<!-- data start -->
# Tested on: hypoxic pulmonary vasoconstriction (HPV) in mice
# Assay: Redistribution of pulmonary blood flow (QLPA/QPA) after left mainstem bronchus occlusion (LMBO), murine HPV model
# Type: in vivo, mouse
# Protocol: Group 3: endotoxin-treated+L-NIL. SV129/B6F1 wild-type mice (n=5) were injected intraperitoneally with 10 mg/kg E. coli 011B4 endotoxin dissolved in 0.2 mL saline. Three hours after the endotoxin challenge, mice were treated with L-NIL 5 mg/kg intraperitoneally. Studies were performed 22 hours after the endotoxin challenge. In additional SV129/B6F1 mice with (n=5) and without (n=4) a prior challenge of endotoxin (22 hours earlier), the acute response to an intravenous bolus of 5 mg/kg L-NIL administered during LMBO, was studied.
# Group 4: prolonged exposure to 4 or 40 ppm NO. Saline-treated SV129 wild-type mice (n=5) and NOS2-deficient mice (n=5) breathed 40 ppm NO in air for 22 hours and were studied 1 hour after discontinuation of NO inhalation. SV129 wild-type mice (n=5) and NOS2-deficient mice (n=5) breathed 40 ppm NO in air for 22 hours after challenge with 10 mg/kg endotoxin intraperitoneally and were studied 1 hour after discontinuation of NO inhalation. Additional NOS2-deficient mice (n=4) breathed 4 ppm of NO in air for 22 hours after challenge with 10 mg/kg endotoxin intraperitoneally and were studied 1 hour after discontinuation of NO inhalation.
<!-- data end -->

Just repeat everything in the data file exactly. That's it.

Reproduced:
# Tested on: hypoxic pulmonary vasoconstriction (HPV) in mice
# Assay: Redistribution of pulmonary blood flow (QLPA/QPA) after left mainstem bronchus occlusion (LMBO), murine HPV model
# Type: in vivo, mouse
# Protocol: Group 3: endotoxin-treated+L-NIL. SV129/B6F1 wild-type mice (n=5) were injected intraperitoneally with 10 mg/kg E. coli 011B4 endotoxin dissolved in 0.2 mL saline. Three hours after the endotoxin challenge, mice were treated with L-NIL 5 mg/kg intraperitoneally. Studies were performed 22 hours after the endotoxin challenge. In additional SV129/B6F1 mice with (n=5) and without (n=4) a prior challenge of endotoxin (22 hours earlier), the acute response to an intravenous bolus of 5 mg/kg L-NIL administered during LMBO, was studied.
# Group 4: prolonged exposure to 4 or 40 ppm NO. Saline-treated SV129 wild-type mice (n=5) and NOS2-deficient mice (n=5) breathed 40 ppm NO in air for 22 hours and were studied 1 hour after discontinuation of NO inhalation. SV129 wild-type mice (n=5) and NOS2-deficient mice (n=5) breathed 40 ppm NO in air for 22 hours after challenge with 10 mg/kg endotoxin intraperitoneally and were studied 1 hour after discontinuation of NO inhalation. Additional NOS2-deficient mice (n=4) breathed 4 ppm of NO in air for 22 hours after challenge with 10 mg/kg endotoxin intraperitoneally and were studied 1 hour after discontinuation of NO inhalation.